January 01, 2006
| by Lisa Montgomery
Ah ... you remember it well: that obnoxious box on the wall that mysteriously transported your voice from the kitchen to the bedrooms upstairs. Sure, it was a handy way for Mom to call the kids to the dinner table—and fun to fool around with—but oh, what an eyesore. Thanks to sleek, attractive designs from M&S Systems, Nutone, Russound and others, the intercom finally looks like it belongs in today’s modern kitchen. And here’s even more reason to have an intercom installed: Today’s models can also play music. In fact, Russound’s ComPoint system is at its core a whole house music system. It comes with a keypad (no bigger than a light switch) that can be used to summon music as well as family members to the kitchen.
A computer is another common fixture in the kitchen. And it, too, can handle music. Just hook up a pair of attractive multimedia speakers to the machine, and as long as the PC has an Internet connection and Windows Media Player or some other type of multimedia software installed, you can download music to your kitchen. You can even store the music you already own on the hard drive of the PC. That way, your CDs can stay in the family room (or closet) where they belong.
There are a couple of ways you can convert your CDs to digital form. The first is by using ripping software like Smart CD Ripper. Depending on how many CDs you own, however, that may take the better part of a weekend to complete. To save yourself the time and energy, consider shipping your CDs to a CD ripping service like Riptopia or MusicToDigital. They’ll compile all of your music onto one disc that you can pop into the CD-R drive whenever you’re in the mood. Connect a media adapter to the computer so you can stream those songs to a stereo system located elsewhere in the house.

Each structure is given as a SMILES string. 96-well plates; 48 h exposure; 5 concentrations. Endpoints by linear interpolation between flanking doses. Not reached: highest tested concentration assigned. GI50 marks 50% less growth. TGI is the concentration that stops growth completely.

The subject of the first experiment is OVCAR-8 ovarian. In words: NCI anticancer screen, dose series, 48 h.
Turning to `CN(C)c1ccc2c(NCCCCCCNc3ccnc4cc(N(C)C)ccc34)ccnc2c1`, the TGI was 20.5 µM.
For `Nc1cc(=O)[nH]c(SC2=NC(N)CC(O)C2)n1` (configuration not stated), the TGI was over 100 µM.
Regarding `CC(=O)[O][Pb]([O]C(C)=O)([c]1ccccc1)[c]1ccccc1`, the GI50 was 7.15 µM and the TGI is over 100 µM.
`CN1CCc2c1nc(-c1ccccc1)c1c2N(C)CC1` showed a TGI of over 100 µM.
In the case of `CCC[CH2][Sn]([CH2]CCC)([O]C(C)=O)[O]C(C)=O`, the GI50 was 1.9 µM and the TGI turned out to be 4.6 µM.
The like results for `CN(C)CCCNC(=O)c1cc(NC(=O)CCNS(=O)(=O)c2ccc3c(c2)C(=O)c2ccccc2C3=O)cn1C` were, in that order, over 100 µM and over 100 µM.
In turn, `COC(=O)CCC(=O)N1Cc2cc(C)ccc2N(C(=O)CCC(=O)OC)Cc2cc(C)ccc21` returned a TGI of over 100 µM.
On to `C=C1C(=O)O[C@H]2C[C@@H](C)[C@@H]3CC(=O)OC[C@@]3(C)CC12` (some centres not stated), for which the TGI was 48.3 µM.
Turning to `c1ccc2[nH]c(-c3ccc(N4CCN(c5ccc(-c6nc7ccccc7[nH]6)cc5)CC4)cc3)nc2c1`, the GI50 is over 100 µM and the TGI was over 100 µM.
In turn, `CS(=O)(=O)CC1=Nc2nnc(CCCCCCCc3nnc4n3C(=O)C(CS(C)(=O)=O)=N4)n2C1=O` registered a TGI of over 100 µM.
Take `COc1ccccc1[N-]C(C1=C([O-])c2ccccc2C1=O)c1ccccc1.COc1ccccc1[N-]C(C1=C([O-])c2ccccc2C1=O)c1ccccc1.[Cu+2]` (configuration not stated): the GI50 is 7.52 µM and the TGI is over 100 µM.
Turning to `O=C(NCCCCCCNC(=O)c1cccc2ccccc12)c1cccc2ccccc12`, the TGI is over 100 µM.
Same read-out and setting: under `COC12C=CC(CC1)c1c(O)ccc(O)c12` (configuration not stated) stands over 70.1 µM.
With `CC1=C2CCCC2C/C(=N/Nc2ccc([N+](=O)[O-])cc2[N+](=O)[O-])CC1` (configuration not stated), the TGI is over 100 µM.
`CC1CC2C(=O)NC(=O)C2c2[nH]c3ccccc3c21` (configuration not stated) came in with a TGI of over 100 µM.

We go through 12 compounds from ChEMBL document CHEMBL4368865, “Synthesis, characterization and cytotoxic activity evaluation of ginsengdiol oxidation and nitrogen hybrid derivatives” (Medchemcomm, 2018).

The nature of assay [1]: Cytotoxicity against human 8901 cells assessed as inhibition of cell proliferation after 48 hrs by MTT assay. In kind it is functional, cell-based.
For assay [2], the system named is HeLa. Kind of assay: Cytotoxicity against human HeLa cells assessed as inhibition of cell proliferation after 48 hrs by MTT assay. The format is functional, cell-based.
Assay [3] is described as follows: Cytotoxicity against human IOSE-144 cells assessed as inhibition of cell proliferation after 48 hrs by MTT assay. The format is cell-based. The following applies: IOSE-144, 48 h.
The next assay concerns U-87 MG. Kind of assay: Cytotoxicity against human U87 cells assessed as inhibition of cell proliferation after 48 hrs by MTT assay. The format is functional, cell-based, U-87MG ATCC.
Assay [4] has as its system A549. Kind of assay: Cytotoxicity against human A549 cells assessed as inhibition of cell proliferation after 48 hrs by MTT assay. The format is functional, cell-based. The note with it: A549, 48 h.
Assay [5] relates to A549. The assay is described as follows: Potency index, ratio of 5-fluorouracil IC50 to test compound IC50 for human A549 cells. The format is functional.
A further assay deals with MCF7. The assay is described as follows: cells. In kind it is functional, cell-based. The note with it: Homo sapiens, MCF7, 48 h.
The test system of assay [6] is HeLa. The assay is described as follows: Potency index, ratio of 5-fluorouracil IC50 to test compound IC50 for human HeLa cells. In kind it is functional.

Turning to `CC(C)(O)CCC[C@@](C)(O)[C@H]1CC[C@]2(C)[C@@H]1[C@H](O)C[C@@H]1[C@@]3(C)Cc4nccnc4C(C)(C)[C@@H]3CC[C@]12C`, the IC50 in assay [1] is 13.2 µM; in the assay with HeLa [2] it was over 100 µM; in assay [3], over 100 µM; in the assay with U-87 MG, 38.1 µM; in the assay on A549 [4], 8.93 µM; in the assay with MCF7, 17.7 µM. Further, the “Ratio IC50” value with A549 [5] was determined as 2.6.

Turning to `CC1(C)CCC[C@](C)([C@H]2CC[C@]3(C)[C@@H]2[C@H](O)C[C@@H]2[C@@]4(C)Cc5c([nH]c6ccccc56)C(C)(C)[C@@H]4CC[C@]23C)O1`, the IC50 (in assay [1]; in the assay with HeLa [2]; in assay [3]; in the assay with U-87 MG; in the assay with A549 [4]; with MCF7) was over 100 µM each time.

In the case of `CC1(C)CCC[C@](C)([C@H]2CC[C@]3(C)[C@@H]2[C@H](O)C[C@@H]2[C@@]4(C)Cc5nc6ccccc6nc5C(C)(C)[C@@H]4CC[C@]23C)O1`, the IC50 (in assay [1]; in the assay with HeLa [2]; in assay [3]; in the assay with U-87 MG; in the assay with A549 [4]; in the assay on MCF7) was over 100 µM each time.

OK, so maybe you’d like to leave your computer out of the music loop. If you happen to own an iPod, you can use it as your main source of music in the kitchen. JBL offers a sleek, stylish iPod desktop speaker station that takes up very little counter space. Just pop your iPod into the cradle and hit play. iPort offers a similar arrangement, but with the addition of a handheld remote control and the ability to hook up to stand-alone speakers (we recommend in- ceiling models). And if you’d like to hear your iPod tunes in other rooms, iPort, Russound and other manufacturers offer in-wall and countertop docking stations that can connect your iPod to a whole house music system.
Kitchen designers put a lot of thought into a kitchen’s work flow when they position the sink, oven, breakfast bar and other fixtures. You should do the same for the audio components. An intercom, for example, should go near the busiest part of the room. The computer, on the other hand, should occupy an area away from the hubbub so that it’s far from water, grease and crumbs. Finally, if you choose an in-wall docking station for your iPod, locate it near the entrance of the kitchen so you can cue the music as you step into the room. Now get cooking!
Lisa Montgomery has been writing about home technology for 15 years, with a focus on the impact of electronics on a modern lifestyle.